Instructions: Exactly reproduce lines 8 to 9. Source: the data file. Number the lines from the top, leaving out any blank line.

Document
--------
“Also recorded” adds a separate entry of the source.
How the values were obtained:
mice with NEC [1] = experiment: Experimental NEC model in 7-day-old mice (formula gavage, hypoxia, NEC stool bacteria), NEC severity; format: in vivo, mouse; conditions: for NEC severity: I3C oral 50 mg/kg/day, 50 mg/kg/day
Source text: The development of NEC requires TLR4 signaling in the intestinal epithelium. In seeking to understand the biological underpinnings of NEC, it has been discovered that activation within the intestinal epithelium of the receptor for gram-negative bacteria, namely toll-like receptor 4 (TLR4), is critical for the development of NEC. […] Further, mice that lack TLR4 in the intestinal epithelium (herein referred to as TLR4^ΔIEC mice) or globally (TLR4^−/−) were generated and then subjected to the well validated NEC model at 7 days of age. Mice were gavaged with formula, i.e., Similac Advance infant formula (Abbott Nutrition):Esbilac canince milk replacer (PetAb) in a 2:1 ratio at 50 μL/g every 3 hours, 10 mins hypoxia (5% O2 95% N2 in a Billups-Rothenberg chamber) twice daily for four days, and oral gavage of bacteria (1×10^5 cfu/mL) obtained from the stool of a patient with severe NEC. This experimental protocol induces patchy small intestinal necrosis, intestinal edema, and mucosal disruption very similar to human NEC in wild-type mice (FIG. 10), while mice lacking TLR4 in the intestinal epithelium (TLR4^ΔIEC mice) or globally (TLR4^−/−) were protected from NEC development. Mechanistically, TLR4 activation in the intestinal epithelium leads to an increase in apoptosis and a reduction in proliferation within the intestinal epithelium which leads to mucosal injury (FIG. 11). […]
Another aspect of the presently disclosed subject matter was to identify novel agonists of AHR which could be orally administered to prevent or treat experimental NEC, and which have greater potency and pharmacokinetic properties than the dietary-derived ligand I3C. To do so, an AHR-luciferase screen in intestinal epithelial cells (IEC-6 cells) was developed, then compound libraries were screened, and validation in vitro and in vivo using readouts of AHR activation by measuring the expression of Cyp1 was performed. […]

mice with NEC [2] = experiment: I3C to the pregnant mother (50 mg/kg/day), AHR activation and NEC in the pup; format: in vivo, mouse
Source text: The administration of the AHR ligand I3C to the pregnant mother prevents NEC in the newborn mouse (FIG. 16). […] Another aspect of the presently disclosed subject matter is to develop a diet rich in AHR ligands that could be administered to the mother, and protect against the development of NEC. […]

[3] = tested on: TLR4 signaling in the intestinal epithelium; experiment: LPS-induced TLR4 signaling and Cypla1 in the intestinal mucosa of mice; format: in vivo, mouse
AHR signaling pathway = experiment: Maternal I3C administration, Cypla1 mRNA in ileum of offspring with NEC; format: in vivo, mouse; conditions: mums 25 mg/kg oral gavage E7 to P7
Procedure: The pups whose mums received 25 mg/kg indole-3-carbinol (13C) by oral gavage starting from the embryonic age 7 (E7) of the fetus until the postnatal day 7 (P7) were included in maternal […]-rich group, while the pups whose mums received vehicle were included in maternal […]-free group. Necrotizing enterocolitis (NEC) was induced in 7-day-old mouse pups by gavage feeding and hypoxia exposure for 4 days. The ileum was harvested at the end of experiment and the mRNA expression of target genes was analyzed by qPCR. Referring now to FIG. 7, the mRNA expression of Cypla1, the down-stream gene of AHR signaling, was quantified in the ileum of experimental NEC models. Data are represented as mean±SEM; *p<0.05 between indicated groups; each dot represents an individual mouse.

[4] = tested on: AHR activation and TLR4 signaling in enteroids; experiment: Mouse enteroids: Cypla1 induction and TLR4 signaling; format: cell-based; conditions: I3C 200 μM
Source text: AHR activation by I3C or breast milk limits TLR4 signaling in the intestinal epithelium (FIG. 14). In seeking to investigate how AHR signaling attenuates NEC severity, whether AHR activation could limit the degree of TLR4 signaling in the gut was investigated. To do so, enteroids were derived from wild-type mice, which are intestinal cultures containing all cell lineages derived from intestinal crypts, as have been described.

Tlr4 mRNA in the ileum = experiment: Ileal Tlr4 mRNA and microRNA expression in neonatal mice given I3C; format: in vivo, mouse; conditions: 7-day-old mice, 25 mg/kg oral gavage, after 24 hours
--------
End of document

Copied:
[3] = tested on: TLR4 signaling in the intestinal epithelium; experiment: LPS-induced TLR4 signaling and Cypla1 in the intestinal mucosa of mice; format: in vivo, mouse
AHR signaling pathway = experiment: Maternal I3C administration, Cypla1 mRNA in ileum of offspring with NEC; format: in vivo, mouse; conditions: mums 25 mg/kg oral gavage E7 to P7